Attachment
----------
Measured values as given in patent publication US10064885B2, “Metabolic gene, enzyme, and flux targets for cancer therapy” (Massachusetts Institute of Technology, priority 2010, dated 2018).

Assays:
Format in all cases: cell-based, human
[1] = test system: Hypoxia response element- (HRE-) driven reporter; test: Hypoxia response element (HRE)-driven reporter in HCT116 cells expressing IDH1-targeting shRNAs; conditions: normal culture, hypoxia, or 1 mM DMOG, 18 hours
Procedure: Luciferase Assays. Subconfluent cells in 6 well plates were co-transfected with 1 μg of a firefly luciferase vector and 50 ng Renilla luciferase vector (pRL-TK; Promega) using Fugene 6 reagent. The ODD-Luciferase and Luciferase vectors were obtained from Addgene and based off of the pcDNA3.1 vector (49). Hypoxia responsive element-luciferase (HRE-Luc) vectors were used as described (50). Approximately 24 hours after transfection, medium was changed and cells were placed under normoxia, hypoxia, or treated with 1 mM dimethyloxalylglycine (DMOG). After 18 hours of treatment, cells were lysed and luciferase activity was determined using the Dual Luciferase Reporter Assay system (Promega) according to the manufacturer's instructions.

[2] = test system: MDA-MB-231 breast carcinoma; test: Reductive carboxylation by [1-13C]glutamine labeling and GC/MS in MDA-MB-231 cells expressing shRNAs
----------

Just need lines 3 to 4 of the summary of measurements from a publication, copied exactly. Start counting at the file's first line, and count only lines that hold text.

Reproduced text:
Format in all cases: cell-based, human
[1] = test system: Hypoxia response element- (HRE-) driven reporter; test: Hypoxia response element (HRE)-driven reporter in HCT116 cells expressing IDH1-targeting shRNAs; conditions: normal culture, hypoxia, or 1 mM DMOG, 18 hours